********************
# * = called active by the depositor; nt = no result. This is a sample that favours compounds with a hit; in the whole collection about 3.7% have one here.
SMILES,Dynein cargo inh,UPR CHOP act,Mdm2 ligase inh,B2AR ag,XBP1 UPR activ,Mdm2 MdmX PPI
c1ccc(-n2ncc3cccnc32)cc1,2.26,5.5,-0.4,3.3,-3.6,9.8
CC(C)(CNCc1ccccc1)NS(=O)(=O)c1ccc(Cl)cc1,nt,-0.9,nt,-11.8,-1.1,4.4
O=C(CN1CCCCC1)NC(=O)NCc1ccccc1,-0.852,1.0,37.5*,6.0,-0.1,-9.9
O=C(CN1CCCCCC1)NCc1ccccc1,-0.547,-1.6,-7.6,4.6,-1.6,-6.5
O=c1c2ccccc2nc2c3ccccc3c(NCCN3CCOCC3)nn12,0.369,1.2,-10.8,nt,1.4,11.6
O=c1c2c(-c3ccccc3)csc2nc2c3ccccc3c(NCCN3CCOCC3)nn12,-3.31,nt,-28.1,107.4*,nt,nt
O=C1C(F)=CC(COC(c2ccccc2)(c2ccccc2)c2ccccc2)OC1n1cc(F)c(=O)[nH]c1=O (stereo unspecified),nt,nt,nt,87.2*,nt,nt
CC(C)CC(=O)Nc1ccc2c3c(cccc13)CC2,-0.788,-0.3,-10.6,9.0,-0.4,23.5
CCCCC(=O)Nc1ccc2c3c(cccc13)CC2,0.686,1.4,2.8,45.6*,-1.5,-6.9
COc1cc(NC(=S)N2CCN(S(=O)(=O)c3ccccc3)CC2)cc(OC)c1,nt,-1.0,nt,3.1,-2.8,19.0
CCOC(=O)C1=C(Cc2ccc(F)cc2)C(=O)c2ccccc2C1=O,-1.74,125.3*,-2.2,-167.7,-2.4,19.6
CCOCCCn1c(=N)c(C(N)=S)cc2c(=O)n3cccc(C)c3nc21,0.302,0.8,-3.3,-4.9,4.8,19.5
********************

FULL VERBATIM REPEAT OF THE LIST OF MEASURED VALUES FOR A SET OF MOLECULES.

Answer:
# * = called active by the depositor; nt = no result. This is a sample that favours compounds with a hit; in the whole collection about 3.7% have one here.
SMILES,Dynein cargo inh,UPR CHOP act,Mdm2 ligase inh,B2AR ag,XBP1 UPR activ,Mdm2 MdmX PPI
c1ccc(-n2ncc3cccnc32)cc1,2.26,5.5,-0.4,3.3,-3.6,9.8
CC(C)(CNCc1ccccc1)NS(=O)(=O)c1ccc(Cl)cc1,nt,-0.9,nt,-11.8,-1.1,4.4
O=C(CN1CCCCC1)NC(=O)NCc1ccccc1,-0.852,1.0,37.5*,6.0,-0.1,-9.9
O=C(CN1CCCCCC1)NCc1ccccc1,-0.547,-1.6,-7.6,4.6,-1.6,-6.5
O=c1c2ccccc2nc2c3ccccc3c(NCCN3CCOCC3)nn12,0.369,1.2,-10.8,nt,1.4,11.6
O=c1c2c(-c3ccccc3)csc2nc2c3ccccc3c(NCCN3CCOCC3)nn12,-3.31,nt,-28.1,107.4*,nt,nt
O=C1C(F)=CC(COC(c2ccccc2)(c2ccccc2)c2ccccc2)OC1n1cc(F)c(=O)[nH]c1=O (stereo unspecified),nt,nt,nt,87.2*,nt,nt
CC(C)CC(=O)Nc1ccc2c3c(cccc13)CC2,-0.788,-0.3,-10.6,9.0,-0.4,23.5
CCCCC(=O)Nc1ccc2c3c(cccc13)CC2,0.686,1.4,2.8,45.6*,-1.5,-6.9
COc1cc(NC(=S)N2CCN(S(=O)(=O)c3ccccc3)CC2)cc(OC)c1,nt,-1.0,nt,3.1,-2.8,19.0
CCOC(=O)C1=C(Cc2ccc(F)cc2)C(=O)c2ccccc2C1=O,-1.74,125.3*,-2.2,-167.7,-2.4,19.6
CCOCCCn1c(=N)c(C(N)=S)cc2c(=O)n3cccc(C)c3nc21,0.302,0.8,-3.3,-4.9,4.8,19.5